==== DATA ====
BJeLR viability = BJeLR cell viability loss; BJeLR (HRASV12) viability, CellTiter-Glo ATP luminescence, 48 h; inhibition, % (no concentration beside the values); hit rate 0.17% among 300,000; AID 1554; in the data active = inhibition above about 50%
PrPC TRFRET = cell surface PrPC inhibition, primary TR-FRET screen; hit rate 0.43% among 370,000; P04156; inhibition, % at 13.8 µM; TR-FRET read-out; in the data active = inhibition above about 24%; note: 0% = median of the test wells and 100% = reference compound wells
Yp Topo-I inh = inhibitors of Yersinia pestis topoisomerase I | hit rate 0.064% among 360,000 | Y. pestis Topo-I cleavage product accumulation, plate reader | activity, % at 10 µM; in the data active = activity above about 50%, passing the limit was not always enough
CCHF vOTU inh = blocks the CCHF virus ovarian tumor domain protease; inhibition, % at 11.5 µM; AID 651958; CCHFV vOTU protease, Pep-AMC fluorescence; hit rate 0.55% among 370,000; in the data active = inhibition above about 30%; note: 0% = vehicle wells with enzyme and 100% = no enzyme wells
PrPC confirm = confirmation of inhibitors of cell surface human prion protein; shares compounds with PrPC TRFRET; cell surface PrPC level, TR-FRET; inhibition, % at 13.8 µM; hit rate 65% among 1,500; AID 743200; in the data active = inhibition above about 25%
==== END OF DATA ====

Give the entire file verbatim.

BJeLR viability = BJeLR cell viability loss; BJeLR (HRASV12) viability, CellTiter-Glo ATP luminescence, 48 h; inhibition, % (no concentration beside the values); hit rate 0.17% among 300,000; AID 1554; in the data active = inhibition above about 50%
PrPC TRFRET = cell surface PrPC inhibition, primary TR-FRET screen; hit rate 0.43% among 370,000; P04156; inhibition, % at 13.8 µM; TR-FRET read-out; in the data active = inhibition above about 24%; note: 0% = median of the test wells and 100% = reference compound wells
Yp Topo-I inh = inhibitors of Yersinia pestis topoisomerase I | hit rate 0.064% among 360,000 | Y. pestis Topo-I cleavage product accumulation, plate reader | activity, % at 10 µM; in the data active = activity above about 50%, passing the limit was not always enough
CCHF vOTU inh = blocks the CCHF virus ovarian tumor domain protease; inhibition, % at 11.5 µM; AID 651958; CCHFV vOTU protease, Pep-AMC fluorescence; hit rate 0.55% among 370,000; in the data active = inhibition above about 30%; note: 0% = vehicle wells with enzyme and 100% = no enzyme wells
PrPC confirm = confirmation of inhibitors of cell surface human prion protein; shares compounds with PrPC TRFRET; cell surface PrPC level, TR-FRET; inhibition, % at 13.8 µM; hit rate 65% among 1,500; AID 743200; in the data active = inhibition above about 25%